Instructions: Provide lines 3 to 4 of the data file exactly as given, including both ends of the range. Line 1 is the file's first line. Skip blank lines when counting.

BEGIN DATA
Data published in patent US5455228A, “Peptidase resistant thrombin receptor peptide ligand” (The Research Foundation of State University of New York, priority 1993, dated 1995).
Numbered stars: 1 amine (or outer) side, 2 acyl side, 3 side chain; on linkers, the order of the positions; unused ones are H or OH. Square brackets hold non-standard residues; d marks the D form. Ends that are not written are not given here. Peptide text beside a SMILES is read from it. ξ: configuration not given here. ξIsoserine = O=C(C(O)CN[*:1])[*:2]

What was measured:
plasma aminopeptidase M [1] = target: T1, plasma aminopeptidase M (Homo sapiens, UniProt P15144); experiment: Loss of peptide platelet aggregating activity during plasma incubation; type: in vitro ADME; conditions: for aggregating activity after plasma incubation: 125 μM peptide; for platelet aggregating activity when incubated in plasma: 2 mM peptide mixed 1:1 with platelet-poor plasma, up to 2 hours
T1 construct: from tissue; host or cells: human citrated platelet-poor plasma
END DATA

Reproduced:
What was measured:
plasma aminopeptidase M [1] = target: T1, plasma aminopeptidase M (Homo sapiens, UniProt P15144); experiment: Loss of peptide platelet aggregating activity during plasma incubation; type: in vitro ADME; conditions: for aggregating activity after plasma incubation: 125 μM peptide; for platelet aggregating activity when incubated in plasma: 2 mM peptide mixed 1:1 with platelet-poor plasma, up to 2 hours